Of course, these archetypes represent a snapshot in time, subject to change as demand shifts and technologies evolve. The next major development on that front appears to be 5G, which even in its fuzzy early days is driving considerable investment among providers and those who plan to leverage its capabilities.

The Reality of the Rush to 5G

It is hard to pinpoint exactly where the first 5G network was deployed. Ooredoo was the first major telecom provider to make the claim in May 2018, pointing to a small deployment on the east side of Doha in Qatar. South Korea made a similar claim earlier this year, and several US telecom providers have argued they were first.

Why does it matter? Simple: according to IHS Markit, 5G is expected to generate some $12.3 trillion in annual revenue by 2035. With that kind of market potential, there is an understandable race to deploy 5G, but the location of those deployments and how they’re built will depend on demand. Much of the discussion around 5G has been focused on some of its more ambitious applications, such as autonomous vehicles, but the near-term promises more incremental improvements over 4G services. When consumers and enterprises alike start to demand better Quality of Service (QoS) to run existing and new applications, operators will build the network to deliver that service level.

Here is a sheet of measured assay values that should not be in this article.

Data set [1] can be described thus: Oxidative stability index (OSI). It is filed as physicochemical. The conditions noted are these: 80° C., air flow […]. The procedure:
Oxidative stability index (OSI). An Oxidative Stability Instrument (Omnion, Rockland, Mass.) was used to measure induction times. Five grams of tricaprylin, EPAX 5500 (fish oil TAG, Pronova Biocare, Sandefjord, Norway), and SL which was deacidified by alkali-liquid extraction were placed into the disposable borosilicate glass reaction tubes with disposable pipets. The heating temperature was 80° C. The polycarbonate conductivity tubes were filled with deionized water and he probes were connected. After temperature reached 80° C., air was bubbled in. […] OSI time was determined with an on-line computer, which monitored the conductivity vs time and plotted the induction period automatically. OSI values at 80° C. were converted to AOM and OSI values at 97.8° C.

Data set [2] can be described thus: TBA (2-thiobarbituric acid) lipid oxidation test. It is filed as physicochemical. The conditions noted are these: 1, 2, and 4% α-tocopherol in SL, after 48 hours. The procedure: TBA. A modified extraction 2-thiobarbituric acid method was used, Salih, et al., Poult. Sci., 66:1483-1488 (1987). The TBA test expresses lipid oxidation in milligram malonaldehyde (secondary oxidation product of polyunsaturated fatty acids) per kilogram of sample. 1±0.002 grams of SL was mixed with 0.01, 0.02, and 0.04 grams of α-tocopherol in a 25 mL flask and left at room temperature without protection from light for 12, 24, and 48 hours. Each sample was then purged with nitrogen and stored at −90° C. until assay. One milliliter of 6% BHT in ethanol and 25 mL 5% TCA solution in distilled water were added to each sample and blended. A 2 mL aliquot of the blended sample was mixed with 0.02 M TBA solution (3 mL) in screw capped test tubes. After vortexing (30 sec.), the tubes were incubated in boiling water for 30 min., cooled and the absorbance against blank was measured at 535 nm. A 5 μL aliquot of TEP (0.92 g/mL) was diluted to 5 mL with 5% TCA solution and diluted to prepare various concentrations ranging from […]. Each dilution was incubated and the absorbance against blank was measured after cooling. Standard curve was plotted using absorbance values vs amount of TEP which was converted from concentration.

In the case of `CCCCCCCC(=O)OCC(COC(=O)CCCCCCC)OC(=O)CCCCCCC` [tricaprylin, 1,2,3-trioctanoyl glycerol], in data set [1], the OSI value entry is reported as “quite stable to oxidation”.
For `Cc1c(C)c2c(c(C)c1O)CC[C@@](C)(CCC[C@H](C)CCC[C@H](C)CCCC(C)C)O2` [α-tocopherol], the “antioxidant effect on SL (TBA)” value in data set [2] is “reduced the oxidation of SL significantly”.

Vertiv recently commissioned a study of 5G progress and expectations with 451 Research, and the results indicate the early jostling among providers is a preview of a rush toward widespread 5G deployment. According to the survey, 12% of telecom operators expect to roll out 5G services this year, and a whopping 86% expect to be delivering 5G services by 2021. No one is easing into 5G. (See Figure 3.)

45G Deployment Timeline

Figure 3. 45G Deployment Timeline